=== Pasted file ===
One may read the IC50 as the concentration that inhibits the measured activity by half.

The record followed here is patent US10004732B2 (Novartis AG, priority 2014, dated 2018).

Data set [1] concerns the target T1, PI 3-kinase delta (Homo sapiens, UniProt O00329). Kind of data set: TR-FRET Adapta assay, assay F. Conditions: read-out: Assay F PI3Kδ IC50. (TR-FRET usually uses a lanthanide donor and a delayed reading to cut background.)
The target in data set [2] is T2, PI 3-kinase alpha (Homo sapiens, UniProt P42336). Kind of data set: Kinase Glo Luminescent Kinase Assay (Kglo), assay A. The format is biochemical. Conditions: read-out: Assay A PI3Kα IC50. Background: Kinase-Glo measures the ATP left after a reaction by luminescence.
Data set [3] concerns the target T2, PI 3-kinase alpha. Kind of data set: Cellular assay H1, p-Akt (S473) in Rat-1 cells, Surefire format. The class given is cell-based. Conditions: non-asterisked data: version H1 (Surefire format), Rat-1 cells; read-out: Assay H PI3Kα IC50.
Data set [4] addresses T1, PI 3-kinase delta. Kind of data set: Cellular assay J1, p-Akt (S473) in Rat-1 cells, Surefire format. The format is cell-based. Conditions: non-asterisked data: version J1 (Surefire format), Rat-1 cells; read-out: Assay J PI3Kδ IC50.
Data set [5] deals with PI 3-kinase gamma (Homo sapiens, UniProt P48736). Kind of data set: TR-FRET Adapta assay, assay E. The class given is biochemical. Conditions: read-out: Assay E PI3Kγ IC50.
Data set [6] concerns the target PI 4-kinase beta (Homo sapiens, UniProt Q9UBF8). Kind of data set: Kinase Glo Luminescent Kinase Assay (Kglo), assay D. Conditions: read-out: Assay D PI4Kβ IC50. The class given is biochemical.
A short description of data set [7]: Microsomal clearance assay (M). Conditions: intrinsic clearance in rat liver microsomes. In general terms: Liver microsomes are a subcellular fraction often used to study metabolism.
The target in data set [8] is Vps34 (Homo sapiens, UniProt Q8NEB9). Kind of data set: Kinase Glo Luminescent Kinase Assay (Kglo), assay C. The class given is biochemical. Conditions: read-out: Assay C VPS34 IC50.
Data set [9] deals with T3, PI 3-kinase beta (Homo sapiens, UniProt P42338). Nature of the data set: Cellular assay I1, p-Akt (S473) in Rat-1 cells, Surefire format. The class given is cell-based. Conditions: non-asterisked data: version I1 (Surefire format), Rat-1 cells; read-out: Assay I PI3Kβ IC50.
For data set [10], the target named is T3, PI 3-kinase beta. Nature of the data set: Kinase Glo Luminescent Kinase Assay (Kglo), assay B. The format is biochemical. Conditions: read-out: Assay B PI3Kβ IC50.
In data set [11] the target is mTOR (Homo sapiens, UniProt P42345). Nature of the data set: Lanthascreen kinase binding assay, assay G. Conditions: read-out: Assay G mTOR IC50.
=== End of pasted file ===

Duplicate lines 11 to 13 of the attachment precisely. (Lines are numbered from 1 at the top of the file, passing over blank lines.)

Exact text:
Data set [9] deals with T3, PI 3-kinase beta (Homo sapiens, UniProt P42338). Nature of the data set: Cellular assay I1, p-Akt (S473) in Rat-1 cells, Surefire format. The class given is cell-based. Conditions: non-asterisked data: version I1 (Surefire format), Rat-1 cells; read-out: Assay I PI3Kβ IC50.
For data set [10], the target named is T3, PI 3-kinase beta. Nature of the data set: Kinase Glo Luminescent Kinase Assay (Kglo), assay B. The format is biochemical. Conditions: read-out: Assay B PI3Kβ IC50.
In data set [11] the target is mTOR (Homo sapiens, UniProt P42345). Nature of the data set: Lanthascreen kinase binding assay, assay G. Conditions: read-out: Assay G mTOR IC50.